The Montessori Philosophy

The Montessori philosophy can be found within the writings of Dr. Maria Montessori:

Ours was a house for children, rather than a real school. We had prepared a place for children, where a diffused culture could be assimilated, without any need for direct instruction… Yet these children learned to read and write before they were five, and no one had given them any lessons. At that time it seemed miraculous those children four and a half should be able to write, and that they should have learned without the feeling of having been taught.

We puzzled over it for a long time. Only after repeated experiments did we conclude with certainty that all children are endowed with this capacity to absorb culture. If this is true- we then argued- if culture can be acquired without effort, let us provide the children with other elements of culture. And then we saw them absorb far more than reading and writing: botany, zoology, mathematics, geography, and all with the same ease, spontaneously and without getting tired.

And so we discovered that education is not something which the teacher does, but that it is a natural process which develops spontaneously in the human being. It is not acquired by listening to words, but in virtue of experiences in which the child acts on his environment. The teachers task is not to talk, but to prepare and arrange a series of motives for cultural activity in a special environment made for the child.”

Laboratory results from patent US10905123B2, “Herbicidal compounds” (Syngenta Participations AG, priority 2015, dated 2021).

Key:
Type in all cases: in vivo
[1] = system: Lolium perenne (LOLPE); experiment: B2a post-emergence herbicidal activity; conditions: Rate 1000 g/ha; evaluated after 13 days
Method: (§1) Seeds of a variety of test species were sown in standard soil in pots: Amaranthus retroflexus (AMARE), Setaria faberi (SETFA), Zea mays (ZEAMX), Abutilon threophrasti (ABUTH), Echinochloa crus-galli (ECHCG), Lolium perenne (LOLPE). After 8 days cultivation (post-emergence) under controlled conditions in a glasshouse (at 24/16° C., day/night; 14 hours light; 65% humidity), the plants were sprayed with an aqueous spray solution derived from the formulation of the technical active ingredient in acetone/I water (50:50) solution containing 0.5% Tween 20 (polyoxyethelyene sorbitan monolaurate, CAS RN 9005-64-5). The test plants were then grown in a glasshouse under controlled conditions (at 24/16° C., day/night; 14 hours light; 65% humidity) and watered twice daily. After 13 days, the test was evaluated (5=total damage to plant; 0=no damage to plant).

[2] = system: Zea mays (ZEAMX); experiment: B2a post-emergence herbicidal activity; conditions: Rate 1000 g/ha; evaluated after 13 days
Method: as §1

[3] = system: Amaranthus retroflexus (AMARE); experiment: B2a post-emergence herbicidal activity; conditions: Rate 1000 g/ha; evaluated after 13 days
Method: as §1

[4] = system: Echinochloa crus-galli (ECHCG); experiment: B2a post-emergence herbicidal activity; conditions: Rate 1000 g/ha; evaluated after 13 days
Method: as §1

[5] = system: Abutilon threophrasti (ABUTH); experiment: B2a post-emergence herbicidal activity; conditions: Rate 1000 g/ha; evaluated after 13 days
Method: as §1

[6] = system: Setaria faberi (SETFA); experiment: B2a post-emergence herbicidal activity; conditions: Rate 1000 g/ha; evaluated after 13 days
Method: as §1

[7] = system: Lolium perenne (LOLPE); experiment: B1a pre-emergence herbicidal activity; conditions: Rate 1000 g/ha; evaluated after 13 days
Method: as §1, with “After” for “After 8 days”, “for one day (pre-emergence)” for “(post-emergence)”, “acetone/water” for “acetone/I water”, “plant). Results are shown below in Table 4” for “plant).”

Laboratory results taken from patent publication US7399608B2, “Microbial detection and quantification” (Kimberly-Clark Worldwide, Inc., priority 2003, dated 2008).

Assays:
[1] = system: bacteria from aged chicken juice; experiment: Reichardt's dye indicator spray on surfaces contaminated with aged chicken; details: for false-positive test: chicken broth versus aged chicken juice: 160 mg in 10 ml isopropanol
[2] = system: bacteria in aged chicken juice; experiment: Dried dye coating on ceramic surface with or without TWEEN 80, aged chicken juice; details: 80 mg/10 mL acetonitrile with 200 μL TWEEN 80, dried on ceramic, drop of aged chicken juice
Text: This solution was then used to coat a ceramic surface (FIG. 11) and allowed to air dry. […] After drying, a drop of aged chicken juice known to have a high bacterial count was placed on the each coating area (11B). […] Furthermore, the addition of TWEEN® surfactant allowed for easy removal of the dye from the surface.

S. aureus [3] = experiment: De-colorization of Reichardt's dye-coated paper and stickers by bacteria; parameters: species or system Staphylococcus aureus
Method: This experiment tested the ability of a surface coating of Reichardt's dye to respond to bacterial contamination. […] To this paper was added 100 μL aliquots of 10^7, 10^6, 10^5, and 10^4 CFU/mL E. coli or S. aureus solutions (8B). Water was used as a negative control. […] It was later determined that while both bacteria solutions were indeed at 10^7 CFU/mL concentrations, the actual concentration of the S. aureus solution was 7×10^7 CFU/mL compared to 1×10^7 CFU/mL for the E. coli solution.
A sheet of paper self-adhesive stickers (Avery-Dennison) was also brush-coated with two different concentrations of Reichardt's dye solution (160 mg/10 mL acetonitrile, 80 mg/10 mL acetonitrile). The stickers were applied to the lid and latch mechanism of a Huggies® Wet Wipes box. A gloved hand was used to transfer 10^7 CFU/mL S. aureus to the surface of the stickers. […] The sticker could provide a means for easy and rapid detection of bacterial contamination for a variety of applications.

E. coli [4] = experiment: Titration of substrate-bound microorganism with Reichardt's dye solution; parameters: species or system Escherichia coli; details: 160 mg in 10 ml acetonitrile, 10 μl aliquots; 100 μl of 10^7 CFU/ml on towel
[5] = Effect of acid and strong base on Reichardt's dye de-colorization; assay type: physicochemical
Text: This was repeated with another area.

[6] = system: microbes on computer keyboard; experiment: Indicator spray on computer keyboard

Dr. Maria Montessori, The Absorbent Mind

The main philosophy of the Montessori method is to allow children to discover and learn for themselves, at their own pace, while being guided by a carefully prepared environment, and their teachers.  Montessori is not only about academics, but also about developing the “whole” person.  Not only do the children learn how to read, write and perform mathematical equations, but they are also exposed to “culture” such as the world around them, the environment, different cultures, music and arts.  The method also promotes respect of self others and the world around them, independence and self-confidence.  This creates a foundation for our young leaders, where they develop the characteristics to become a good citizen of the world, and a love of learning.